GoDaddy's shift towards a design-driven development model is still nascent, having most recently been handled solely by marketers. All aspects of the pre- and post-purchase experience were focused on selling more services, with minimal attention given to supporting customer success with paid services. Dark patterns abound. And though for many customers, services didn't involve major hands-on configuration time, deeper satisfaction and confidence with the logged-in experience were not within reach.
Wanting to improve customer perception and satisfaction, GoDaddy assembled a team in Kirkland to explore opportunities for change. Internal sentiment for the work was a roar of thunder — input, opinions, and requests poured in from across the company to rethink nearly everything from the visual look and feel to the way customers manage their recurring billing.
Under the GoDaddy umbrella, most customers leverage 2-3 products, while over 30 are available. Our team committed to refreshing the initial logged-in screen: an overview and pathing stage directing to product-owned dashboards which I focused on, as well as the whole of user account management, led by several of my peers.
For a new team and workstream, the weight of expectations for significant change were unusually high at GoDaddy. Across the company, the desire to 'be there' for our customer was a unifying force. I leaned deeply into direct insights and verbatims from users to provide guideposts to our initial milestones.
My priority was to begin getting directional feedback from our users to slice through the broad-ranging recommendations and explorations being directed at the workstream. I partnered with a dedicated researcher to craft immersive studies to start a process of gathering and responding to qualitative learnings, and educate project supporters along the way.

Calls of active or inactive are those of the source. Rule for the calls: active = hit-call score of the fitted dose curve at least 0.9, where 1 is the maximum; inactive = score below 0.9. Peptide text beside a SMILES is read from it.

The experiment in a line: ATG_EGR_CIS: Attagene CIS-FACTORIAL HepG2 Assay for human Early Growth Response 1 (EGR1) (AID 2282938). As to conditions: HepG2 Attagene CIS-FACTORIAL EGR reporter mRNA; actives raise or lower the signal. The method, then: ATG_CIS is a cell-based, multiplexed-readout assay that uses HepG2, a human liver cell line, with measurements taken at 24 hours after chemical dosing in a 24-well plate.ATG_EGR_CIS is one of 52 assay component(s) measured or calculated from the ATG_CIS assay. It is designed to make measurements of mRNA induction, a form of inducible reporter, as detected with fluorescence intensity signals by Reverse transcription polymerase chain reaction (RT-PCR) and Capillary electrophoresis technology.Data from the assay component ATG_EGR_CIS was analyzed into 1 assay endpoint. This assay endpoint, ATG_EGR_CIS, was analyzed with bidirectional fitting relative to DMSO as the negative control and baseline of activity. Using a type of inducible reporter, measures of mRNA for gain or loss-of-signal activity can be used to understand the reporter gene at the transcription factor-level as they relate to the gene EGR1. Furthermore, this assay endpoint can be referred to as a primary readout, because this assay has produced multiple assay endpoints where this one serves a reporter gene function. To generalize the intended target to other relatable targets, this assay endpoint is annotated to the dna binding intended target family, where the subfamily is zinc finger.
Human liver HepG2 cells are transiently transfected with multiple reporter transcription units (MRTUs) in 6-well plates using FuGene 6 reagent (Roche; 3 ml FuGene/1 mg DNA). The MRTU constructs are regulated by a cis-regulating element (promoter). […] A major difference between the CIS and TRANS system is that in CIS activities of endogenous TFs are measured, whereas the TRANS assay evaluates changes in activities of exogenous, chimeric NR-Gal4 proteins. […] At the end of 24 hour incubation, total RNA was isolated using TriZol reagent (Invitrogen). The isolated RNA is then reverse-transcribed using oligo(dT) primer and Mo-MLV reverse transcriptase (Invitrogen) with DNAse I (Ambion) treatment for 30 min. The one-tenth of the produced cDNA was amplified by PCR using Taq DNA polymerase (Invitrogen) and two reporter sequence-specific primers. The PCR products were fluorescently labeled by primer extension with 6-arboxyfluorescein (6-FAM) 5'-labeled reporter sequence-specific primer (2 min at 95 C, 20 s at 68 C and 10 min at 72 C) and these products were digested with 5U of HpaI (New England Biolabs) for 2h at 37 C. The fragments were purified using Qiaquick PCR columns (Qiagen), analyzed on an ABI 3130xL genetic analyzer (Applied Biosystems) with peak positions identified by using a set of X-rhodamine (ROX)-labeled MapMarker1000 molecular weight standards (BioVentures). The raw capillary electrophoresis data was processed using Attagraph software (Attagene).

For much of our leadership team, a visual refresh was a priority, but no design system had been locked in and there was a immense range of opinions. The first major phase of the work was driven by significant internal workshopping to meaningfully articulate stakeholder desires, and explore feasibility of dramatic change. I learned the limitations of our playground, and built support from engineering for large initiatives, including launching an entirely new organizational construct. While exploring new navigation and information architecture to alleviate utilitarian user needs, I also build out design variants. Leaning into bold strokes, I ultimately created a collection of prototypes which solved core problems in dramatically different ways.
These prototypes were used for qualitative research, and allowed existing users to interact with their products in new ways. Sessions generated verbatims, feedback, new insights, and most importantly, gave us the necessary directional guidance to properly hone a robust design system, and tackle complex wayfinding.
Though the exercise to create a collection of vastly different, bold and strong variants solving against the same core problem was challenging, I felt deeply rewarded by my leadership team, stakeholders, and onlookers. The excitement to see these myriad options was palpable, and I believe these explorations helped soothe feelings of disenfranchisement, critically positioning the effort towards success. Above: a post-user testing variant developed from learnings.
Evolution of the design system began in tandem with other non-colocated designers, but progressed smoothly and efficiently. Proper documentation and access to new components would be key for users to see end-to-end consistency, as most environments on the logged-in experience were owned by separate teams.
For the portions of the experience we were able to control, I built out a experimentation plan with engineers to tackle component updates efficiently with sensible milestones of quantitative assessment. We agreed to take our time, and move in small steps. Each product and component required a great deal of discovery and listening workshops with partner teams, to fully understand gaps, opportunities, and requirements.
Everyone I encountered at GoDaddy deeply respects and empathizes with their customer. Being able to connect my internal partners and stakeholders to their users and define sensible decisions against real people's needs felt transformative and rewarding. I'm grateful to have been part of GoDaddy's shift towards their customer and this enjoyable and diverse project.